Don’t like the Manny Ramirez trade? Fine. I’ve come to terms, myself, but I’m sure you have your reasons. And I’ll respect them. The only thing that I ask is that they be better than Dan Graziano’s. Seriously. His reaction to his reaction to the Manny Ramirez trade leaves much, in my opinion, to be desired. With a thousand apologies to the experts over at FJM, a quick reaction to his reaction to his reaction.

Upon further review…the Manny Ramirez trade still stinks


I didn’t expect to be so dramatically in the minority on this. I wrote this column in this morning’s Star-Ledger, and while I never expect everybody to agree with me, I kind of thought a few people would.

But the e-mails this morning, and even most of the other columns on this topic, are so dramatically opposed to my central point (that the Red Sox blew the 2008 season by trading Manny Ramirez) that I felt compelled to re-think it.

Here’s what I came up with:

They’re all wrong, and I’m right.

Raise your hand if you’re shocked that a columnist is convinced he’s right in the face of overwhelming evidence to the contrary.

Right, so, some bad news: those of you raising your hands are idiots.

The most common defense I’ve seen is that this trade is similar to the 2004 deadline deal that shipped very popular shortstop Nomar Garciaparra out of town. But it’s not, and the differences are where Boston’s mistakes shine through:

I’m listening. Talk to me Goose.

1. The Nomar the Red Sox traded on July 31, 2004 was a diminished Nomar. Sure, he could still hit, but he couldn’t stay healthy (he’d played just 38 games for them over the first four months of that season), and his defense at a crucial position had tailed off dramatically enough that it was costing them runs on a regular basis. They didn’t like having him in the clubhouse anymore, but the good reasons for getting rid of him were on-field reasons, not off-field ones.

Manny Ramirez is not a diminished player. He’s still one of the very best hitters in the game.

Apparently my definition of what constitutes one of the “very best hitters in the game” differs from Graziano’s. Ever so slightly. Foolishly, I expect “very best” to equate to something like top five in the league. Maybe ten.

Manny’s rankings? Well, he’s 11 in OBP, which is good. Not quite making the cut for my personal “very best” rating, and behind his own teammate JD Drew, but still good. How about slugging percentage? Oh. Oh dear. 26th? Really? Well, how about average? Thirty-seventh? Are you sure? How is that possible? He’s one of the very best hitters in the league!

Or at least he was four years ago, when he was OPSing 1.009. But because he’s done that in the past, he must carry that definition indefinitely, apparently. The fact that Man-Ram is 36 years old surely isn’t relevant to this discussion.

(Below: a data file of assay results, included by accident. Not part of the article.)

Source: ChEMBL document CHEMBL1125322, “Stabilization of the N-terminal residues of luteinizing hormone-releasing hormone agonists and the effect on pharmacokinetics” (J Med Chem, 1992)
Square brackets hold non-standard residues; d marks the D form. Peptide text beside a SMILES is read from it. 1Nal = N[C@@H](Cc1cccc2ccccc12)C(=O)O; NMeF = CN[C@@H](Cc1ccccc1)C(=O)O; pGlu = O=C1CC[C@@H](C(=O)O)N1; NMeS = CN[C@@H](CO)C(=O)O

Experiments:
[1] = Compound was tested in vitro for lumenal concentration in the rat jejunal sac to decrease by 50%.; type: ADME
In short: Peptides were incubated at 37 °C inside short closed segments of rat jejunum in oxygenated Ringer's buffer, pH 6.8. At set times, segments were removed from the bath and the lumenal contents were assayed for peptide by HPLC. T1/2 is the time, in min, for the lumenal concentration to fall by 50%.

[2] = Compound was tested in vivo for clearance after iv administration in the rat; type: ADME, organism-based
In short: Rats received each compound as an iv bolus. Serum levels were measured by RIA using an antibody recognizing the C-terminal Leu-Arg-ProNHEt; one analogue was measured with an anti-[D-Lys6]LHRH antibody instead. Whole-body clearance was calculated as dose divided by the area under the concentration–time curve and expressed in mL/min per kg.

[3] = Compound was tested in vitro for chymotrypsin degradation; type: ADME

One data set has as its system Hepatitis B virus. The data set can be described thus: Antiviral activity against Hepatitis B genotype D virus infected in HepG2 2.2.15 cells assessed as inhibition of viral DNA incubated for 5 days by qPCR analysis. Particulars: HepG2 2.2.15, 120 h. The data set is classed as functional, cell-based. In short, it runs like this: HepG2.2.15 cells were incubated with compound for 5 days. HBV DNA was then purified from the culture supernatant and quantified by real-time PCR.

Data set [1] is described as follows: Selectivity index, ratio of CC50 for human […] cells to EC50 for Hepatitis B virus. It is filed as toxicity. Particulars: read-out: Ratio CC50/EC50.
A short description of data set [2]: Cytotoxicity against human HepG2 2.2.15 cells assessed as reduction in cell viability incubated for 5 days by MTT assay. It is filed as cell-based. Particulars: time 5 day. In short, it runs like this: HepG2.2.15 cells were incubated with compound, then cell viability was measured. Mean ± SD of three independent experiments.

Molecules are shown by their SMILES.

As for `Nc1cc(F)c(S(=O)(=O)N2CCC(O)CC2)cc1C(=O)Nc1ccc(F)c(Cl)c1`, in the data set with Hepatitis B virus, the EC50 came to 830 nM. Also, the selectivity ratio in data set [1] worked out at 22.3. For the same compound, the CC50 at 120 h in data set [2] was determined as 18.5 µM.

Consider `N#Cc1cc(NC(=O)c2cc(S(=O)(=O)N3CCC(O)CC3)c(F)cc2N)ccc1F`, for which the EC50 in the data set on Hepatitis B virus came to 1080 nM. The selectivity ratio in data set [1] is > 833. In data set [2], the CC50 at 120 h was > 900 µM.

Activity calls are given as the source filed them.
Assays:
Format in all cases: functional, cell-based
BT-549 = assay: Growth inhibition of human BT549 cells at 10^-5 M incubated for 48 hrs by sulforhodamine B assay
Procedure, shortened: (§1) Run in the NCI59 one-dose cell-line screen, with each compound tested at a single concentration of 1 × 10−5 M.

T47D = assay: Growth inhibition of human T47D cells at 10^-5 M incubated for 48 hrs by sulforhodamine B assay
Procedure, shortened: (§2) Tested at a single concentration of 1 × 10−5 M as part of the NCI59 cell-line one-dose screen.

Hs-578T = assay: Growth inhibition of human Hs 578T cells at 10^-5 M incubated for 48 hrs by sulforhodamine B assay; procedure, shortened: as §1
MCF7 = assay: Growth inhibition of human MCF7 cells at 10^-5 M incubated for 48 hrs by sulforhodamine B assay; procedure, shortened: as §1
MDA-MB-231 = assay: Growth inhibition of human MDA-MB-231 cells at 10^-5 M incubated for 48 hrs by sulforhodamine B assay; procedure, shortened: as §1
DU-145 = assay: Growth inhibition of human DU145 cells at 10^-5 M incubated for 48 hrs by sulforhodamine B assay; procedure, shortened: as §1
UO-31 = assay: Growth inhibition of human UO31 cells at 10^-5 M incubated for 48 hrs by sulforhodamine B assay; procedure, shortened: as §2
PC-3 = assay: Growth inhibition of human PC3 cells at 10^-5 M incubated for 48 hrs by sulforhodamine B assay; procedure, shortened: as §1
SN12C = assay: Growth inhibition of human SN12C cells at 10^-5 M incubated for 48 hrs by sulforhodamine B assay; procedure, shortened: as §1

Nor the fact Xavier Nady is OPSing .930 to Man-Ram’s .927.

And his defense, while horrible, is no worse than it’s ever been. So it’s not as if he’s costing them any more runs than he did in 2004 or 2007, when they were champions of the world. The only reason they got rid of Ramirez is because they didn’t want him around anymore,

If by “they,” you mean his teammates, then yes, that’s true. That is, principally, why we got rid of him.

and that’s not supposed to be good enough when you’re an organization that prides itself on impartial reason — the organization that ignored cries that J.D. Drew was soft and brought him in because of his on-base percentage.

I’m not sure how you assert that that Drew somehow being “soft” would be equivalent to Manny sitting out key games of the season, but hey, I’m not a columnist.

2. When they dealt Nomar and Matt Murton in 2004, they got Orlando Cabrera and Doug Mientkiewicz in return. Cabrera was a good, clutch hitter

Let’s assume, for a moment, that there is such a thing as a clutch hitter. Yes, most of the evidence contradicts this assumption, but the absence of proof doesn’t itself amount to it, and I’ve seen Big Papi win too many games to discount the notion entirely.

Instead, let’s examine the idea that Cabrera was a good clutch hitter. What would that mean? Driving runners in, presumably. O-Cab’s average in ’04 with a runner on 3B? .167. Bases loaded? .091. Guy on third, less than two out? .111. Runners in scoring position? .257. That’s not clutch, you say? Clutch is hitting with two out? Ok, how about runners in scoring position in that situation? .254.

If the evidence doesn’t prove that Cabrera wasn’t a quote unquote clutch hitter, it certainly doesn’t prove that he is.

and a stellar defensive shortstop, and Mientkiewicz was the very best defensive first baseman in the game. These additions allowed the Red Sox to claim that they were making an adjustment to their organizational philosophy — that they’d improved their team defense and roster flexibility and that the deal had a benefit beyond addition-by-subtraction. Cabrera and Mientkiewicz helped prevent runs, and there was value to this. And on the same day, they made a separate deal, acquiring Dave Roberts from the Dodgers for someone named Henri Stanley. Roberts would go on to steal a somewhat significant postseason base.